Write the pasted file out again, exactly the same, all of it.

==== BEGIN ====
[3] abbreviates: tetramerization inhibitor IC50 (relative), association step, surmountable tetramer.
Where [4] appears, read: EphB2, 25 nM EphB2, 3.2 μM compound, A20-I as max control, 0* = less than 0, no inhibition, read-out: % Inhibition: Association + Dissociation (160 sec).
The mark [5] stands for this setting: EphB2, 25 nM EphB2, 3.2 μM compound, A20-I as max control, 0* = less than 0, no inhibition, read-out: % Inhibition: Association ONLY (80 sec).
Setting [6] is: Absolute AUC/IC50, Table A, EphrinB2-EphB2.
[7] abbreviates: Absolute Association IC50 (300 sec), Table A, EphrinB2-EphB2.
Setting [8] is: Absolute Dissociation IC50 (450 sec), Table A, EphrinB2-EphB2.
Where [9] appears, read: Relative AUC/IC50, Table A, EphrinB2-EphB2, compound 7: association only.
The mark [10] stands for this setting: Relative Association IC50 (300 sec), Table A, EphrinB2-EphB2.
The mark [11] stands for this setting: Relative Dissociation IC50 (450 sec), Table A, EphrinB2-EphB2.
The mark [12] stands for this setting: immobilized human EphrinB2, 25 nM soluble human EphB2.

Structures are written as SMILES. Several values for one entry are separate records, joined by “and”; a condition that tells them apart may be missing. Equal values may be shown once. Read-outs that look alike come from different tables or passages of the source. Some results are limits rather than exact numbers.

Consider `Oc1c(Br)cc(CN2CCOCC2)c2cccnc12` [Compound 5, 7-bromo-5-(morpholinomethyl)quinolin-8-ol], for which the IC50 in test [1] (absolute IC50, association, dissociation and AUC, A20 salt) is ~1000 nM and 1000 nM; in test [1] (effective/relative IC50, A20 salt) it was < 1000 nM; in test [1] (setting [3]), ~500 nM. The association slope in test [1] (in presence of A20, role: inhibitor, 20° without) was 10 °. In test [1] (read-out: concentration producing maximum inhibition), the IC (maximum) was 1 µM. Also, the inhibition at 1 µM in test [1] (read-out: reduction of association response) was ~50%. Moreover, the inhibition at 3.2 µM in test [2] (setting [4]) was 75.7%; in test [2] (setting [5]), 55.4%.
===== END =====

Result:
[3] abbreviates: tetramerization inhibitor IC50 (relative), association step, surmountable tetramer.
Where [4] appears, read: EphB2, 25 nM EphB2, 3.2 μM compound, A20-I as max control, 0* = less than 0, no inhibition, read-out: % Inhibition: Association + Dissociation (160 sec).
The mark [5] stands for this setting: EphB2, 25 nM EphB2, 3.2 μM compound, A20-I as max control, 0* = less than 0, no inhibition, read-out: % Inhibition: Association ONLY (80 sec).
Setting [6] is: Absolute AUC/IC50, Table A, EphrinB2-EphB2.
[7] abbreviates: Absolute Association IC50 (300 sec), Table A, EphrinB2-EphB2.
Setting [8] is: Absolute Dissociation IC50 (450 sec), Table A, EphrinB2-EphB2.
Where [9] appears, read: Relative AUC/IC50, Table A, EphrinB2-EphB2, compound 7: association only.
The mark [10] stands for this setting: Relative Association IC50 (300 sec), Table A, EphrinB2-EphB2.
The mark [11] stands for this setting: Relative Dissociation IC50 (450 sec), Table A, EphrinB2-EphB2.
The mark [12] stands for this setting: immobilized human EphrinB2, 25 nM soluble human EphB2.

Structures are written as SMILES. Several values for one entry are separate records, joined by “and”; a condition that tells them apart may be missing. Equal values may be shown once. Read-outs that look alike come from different tables or passages of the source. Some results are limits rather than exact numbers.

Consider `Oc1c(Br)cc(CN2CCOCC2)c2cccnc12` [Compound 5, 7-bromo-5-(morpholinomethyl)quinolin-8-ol], for which the IC50 in test [1] (absolute IC50, association, dissociation and AUC, A20 salt) is ~1000 nM and 1000 nM; in test [1] (effective/relative IC50, A20 salt) it was < 1000 nM; in test [1] (setting [3]), ~500 nM. The association slope in test [1] (in presence of A20, role: inhibitor, 20° without) was 10 °. In test [1] (read-out: concentration producing maximum inhibition), the IC (maximum) was 1 µM. Also, the inhibition at 1 µM in test [1] (read-out: reduction of association response) was ~50%. Moreover, the inhibition at 3.2 µM in test [2] (setting [4]) was 75.7%; in test [2] (setting [5]), 55.4%.